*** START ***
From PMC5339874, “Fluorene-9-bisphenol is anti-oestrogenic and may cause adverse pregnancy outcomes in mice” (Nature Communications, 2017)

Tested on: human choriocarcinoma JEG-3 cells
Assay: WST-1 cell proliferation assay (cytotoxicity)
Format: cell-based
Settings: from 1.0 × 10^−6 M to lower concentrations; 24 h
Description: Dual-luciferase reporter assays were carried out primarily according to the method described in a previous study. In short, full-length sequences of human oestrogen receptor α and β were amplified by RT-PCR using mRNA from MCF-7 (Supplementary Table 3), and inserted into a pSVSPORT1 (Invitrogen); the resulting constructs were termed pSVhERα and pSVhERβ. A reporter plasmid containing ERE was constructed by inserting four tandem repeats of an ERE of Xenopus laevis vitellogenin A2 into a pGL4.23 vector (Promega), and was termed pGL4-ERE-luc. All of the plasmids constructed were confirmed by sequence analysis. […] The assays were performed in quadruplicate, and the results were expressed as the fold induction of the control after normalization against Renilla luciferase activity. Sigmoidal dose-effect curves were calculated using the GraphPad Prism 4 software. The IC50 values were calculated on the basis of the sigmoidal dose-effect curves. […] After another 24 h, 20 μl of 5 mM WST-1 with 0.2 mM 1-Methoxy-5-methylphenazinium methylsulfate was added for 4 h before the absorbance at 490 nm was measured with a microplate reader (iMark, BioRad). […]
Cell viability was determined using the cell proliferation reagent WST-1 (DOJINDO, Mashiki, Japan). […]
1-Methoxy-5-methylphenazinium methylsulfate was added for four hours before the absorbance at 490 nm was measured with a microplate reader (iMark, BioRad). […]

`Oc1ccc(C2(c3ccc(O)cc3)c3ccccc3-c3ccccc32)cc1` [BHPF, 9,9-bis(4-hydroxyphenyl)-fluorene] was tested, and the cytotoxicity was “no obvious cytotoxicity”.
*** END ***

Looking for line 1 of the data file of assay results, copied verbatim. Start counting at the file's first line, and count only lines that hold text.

From PMC5339874, “Fluorene-9-bisphenol is anti-oestrogenic and may cause adverse pregnancy outcomes in mice” (Nature Communications, 2017)